Northern Ireland

NI Executive to receive extra £120m after budget

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Image caption The chancellor's major policy change was to announce an increase in national insurance payments for many self-employed people

The Northern Ireland Executive will receive a small amount of additional funding as a result of the budget.

There will be an extra £90m for day-to-day spending through to 2019-20 while the capital budget will get an extra £30m million through to 2020/21.

Stormont's annual budget for day-to-day spending is around £10bn, while the capital budget is around £1bn.

The amount Stormont will have for day-to-day spending is still expected to fall in the period from 2015-2020.

The money comes on top of £250m earmarked for Northern Ireland in the Autumn Statement - also payable over the next four years - said Alan Shannon, an economist with financial services firm PwC in Northern Ireland.

"While the overall £370m increase is welcome, once inflation is taken into account, it represents an overall decline in cash available to the region, and sets a distinct tone for continued austerity," he said.

Stormont is currently without an Executive and has not set a budget for 2017/18.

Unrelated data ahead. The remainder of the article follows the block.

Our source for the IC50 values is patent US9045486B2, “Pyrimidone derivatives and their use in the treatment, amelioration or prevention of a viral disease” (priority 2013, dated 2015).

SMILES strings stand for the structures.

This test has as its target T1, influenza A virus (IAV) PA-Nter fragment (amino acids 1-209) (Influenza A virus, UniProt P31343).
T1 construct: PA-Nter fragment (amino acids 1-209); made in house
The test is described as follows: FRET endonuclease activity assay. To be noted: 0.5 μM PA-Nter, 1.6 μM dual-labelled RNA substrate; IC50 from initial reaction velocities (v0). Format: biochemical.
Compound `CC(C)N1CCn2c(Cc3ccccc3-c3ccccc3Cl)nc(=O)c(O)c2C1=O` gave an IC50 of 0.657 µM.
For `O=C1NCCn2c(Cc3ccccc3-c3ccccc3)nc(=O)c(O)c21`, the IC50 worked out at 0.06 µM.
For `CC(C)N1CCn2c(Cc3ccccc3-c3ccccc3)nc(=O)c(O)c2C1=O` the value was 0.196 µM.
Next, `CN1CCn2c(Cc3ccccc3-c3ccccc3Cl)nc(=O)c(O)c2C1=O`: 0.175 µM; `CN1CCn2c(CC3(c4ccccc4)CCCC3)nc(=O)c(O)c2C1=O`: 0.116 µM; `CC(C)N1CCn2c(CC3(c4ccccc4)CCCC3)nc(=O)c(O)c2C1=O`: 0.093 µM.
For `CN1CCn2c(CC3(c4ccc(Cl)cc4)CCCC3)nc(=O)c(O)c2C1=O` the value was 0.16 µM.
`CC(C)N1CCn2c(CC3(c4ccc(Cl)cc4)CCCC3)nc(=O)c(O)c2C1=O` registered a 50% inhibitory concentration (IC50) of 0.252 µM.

Self-employed blow

If a budget is not set within the next three weeks, civil servants will take control of Stormont's finances.

That will allow public services to continue operating, but the head of the Civil Service has warned that no new project or programme can be launched in the absence of ministerial endorsement.

The chancellor's major policy change was to announce an increase in national insurance payments for many self-employed people.

National insurance is effectively a form of income tax.

Currently employees pay national insurance at a rate of 12% on earnings of between £8,000 and £43,000.

Self-employed people pay at a rate of just 9%. That will now increase to 10% next year and 11% the following year.

The Treasury says only self-employed people with profits above £16,250 will end up paying more.

It added that, when combined with income tax changes, only someone with profits of more than £32,900 in 2019-20 would be worse off overall.

About 130, 000 people in Northern Ireland are self employed equivalent to 15% of the workforce.

In the construction sector, about 40% of workers are self employed.

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